China's drive to combat pollution is helping homegrown carmakers, which are boosting sales at the expense of Western brands. But General Motors and Volkswagen -- makers of the biggest-selling cars in the world's largest market -- shouldn't worry: Changan and Great Wall won't topple them.
In October, China cut taxes on cars with engines of less than 1.6 liters to 5 percent of the purchase price from 10 percent. The reduction did two things -- reversed a decline in overall car sales and buoyed demand for domestic brands. Between 80 percent and 85 percent of vehicles produced by local carmakers are in the small-engine category, according to Bloomberg Intelligence analyst Steve Man. By January, Chinese domestic brands had a 41 percent share of car sales in China, up from about 38 percent a year earlier, according to data from BI and the China Automotive Information Network.
China's auto sales had been falling until the middle of last year, for several reasons, among them the slowing economy and the government's anti-corruption drive, which ate into demand for ostentatious vehicles. The tax cut helped push new passenger car sales to 21.1 million units for the full year, a 7.3 percent increase from 2014. The improvement has extended into 2016: Sales in January and February combined reached 3.61 million units, up 5.1 percent from a year earlier, data from the China Association of Automobile Manufacturers showed Thursday.
On top of the October tax cut, numerous local and national subsidies for electric car producers that can reduce the purchase price by 50 percent or more have helped local brands. Shenzhen-based BYD, in which Warren Buffett's Berkshire Hathaway owns a stake, has a venture with Daimler that produces electric cars. Otherwise, most such vehicles are produced by local automakers going solo. Electric cars accounted for 2.5 percent of cars sold in China last year, more than doubling from 1 percent in 2014 and making the country the world's biggest market for pure battery-powered vehicles.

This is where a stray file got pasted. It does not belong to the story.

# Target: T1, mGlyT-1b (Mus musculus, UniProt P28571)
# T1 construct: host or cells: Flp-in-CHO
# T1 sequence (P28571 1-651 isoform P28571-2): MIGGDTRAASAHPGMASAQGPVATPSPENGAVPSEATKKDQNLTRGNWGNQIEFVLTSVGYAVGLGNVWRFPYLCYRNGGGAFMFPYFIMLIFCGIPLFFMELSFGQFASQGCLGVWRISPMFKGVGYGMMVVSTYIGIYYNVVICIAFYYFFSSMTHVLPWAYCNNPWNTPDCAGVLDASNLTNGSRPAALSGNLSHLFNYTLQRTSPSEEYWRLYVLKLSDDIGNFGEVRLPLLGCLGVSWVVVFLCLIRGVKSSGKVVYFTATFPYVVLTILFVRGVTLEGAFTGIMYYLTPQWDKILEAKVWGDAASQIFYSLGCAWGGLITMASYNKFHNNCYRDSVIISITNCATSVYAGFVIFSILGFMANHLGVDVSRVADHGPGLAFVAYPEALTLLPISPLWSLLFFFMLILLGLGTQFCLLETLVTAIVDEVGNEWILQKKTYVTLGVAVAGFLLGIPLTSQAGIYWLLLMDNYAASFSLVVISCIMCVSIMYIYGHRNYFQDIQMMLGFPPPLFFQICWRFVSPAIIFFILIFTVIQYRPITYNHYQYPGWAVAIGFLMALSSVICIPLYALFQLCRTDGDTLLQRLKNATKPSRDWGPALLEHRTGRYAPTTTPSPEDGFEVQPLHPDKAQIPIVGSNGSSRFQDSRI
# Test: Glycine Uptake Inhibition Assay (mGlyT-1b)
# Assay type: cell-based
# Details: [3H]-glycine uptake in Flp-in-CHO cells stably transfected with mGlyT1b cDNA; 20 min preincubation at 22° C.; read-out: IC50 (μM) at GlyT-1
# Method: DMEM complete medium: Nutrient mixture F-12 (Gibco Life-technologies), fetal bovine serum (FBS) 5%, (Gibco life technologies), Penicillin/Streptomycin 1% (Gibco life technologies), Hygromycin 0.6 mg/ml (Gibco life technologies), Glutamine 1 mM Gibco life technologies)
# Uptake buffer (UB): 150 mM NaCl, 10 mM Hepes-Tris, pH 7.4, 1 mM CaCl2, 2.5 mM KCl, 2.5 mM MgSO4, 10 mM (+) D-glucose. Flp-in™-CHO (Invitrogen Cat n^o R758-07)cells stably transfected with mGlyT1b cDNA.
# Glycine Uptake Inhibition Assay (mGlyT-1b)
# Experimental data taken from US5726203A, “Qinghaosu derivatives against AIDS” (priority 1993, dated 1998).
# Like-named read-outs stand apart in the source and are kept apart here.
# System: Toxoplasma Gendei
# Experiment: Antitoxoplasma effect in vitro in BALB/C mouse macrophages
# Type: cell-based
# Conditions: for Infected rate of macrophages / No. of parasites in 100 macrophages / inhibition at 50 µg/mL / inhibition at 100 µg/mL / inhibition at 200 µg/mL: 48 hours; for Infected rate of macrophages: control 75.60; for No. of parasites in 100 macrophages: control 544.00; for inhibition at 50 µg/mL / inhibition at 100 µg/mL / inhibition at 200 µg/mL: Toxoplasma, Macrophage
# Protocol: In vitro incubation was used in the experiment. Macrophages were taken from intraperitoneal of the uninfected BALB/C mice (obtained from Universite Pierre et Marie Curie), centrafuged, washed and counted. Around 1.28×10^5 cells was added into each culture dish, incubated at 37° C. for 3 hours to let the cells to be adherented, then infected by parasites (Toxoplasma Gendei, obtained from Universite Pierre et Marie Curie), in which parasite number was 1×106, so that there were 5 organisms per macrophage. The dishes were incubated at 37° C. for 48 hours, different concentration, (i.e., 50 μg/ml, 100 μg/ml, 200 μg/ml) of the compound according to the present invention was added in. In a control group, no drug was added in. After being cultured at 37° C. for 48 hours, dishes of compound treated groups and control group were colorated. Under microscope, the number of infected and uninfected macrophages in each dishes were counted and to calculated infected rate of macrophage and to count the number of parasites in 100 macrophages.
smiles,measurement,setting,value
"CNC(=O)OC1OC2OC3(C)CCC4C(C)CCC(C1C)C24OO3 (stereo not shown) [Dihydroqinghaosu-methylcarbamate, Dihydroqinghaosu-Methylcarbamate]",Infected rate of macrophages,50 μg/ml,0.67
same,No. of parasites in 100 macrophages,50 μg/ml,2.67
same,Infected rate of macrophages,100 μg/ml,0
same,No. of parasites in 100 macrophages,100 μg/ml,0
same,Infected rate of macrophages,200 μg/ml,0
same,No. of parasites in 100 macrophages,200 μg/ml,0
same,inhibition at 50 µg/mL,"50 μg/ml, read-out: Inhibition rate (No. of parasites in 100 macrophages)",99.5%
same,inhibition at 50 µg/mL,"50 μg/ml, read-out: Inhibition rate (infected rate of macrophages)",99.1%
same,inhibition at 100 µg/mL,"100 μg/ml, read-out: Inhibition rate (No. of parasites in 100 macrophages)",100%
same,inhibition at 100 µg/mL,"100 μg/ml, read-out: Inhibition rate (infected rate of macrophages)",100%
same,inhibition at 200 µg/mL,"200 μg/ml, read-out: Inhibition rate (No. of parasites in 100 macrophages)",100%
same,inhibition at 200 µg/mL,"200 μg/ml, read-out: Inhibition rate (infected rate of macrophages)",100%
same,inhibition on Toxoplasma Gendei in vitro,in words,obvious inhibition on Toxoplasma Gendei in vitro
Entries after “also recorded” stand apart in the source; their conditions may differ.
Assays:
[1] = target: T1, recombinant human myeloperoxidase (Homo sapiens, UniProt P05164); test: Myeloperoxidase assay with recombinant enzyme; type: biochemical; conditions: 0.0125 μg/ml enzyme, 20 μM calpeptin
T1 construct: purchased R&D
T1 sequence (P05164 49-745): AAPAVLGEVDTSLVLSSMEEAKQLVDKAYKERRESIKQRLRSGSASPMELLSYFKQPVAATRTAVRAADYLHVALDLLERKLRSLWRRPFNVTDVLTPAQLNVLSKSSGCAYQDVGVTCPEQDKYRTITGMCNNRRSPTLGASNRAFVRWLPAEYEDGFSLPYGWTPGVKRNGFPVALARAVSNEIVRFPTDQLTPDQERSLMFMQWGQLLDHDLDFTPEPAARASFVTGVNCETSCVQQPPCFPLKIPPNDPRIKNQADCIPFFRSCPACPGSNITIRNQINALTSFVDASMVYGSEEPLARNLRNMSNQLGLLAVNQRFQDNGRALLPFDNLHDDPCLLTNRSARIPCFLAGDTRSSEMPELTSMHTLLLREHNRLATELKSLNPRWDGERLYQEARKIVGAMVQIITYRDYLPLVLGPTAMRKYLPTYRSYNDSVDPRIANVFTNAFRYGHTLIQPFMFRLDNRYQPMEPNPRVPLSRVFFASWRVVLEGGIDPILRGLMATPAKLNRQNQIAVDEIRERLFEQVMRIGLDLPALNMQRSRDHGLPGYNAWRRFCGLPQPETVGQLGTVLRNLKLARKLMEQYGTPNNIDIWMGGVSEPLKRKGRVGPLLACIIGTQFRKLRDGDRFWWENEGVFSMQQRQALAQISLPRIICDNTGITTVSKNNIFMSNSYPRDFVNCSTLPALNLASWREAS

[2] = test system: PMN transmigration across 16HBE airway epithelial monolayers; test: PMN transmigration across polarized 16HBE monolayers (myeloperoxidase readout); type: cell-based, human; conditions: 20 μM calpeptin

The country's carmakers shouldn't get too comfortable. A spate of new models could prompt buyers to shift allegiance back to Western brands and their local partners. (China began allowing foreign carmakers in the 1980s , starting with Volkswagen, on condition they produced cars in ventures with domestic firms. While imports are allowed, they are taxed as much as 25 percent of the purchase price, so beyond a few luxury marques such as the Lamborghini, overseas automakers have chosen to manufacture locally.)
Even if local brands continue to make inroads, overseas automakers may have ways to benefit. Baojun, one of the best-selling Chinese car marques and a favorite in rural areas, is produced by GM's joint venture with SAIC and Wuling. Nissan, meanwhile, has the China-only Venucia brand, which uses some of the older technology of its Tiida cars. The company sold 11,161 Venucia cars in January.
Apart from new models, there are two other reasons Chinese carmakers may find their days in the spotlight cut short. Hybrids, the more pragmatic option for electric car fans, are coming: The southern city of Guangzhou and Tianjin in the north are allowing foreign ventures to make them and Hyundai plans to start sales this year, according to BI's Man. While growing fast, demand for electric vehicles has been restricted by a lack of charging stations and high prices, favoring the prospects for hybrids.
Secondly, the gain from the tax cut will be temporary. China last lowered the levy in 2009, briefly boosting the share of local brands before restoring the tax to 10 percent. This time, the 50 percent reduction expires in December, barring a government extension. China's carmakers may be feeling a sense of deja vu.
This column does not necessarily reflect the opinion of Bloomberg LP and its owners.
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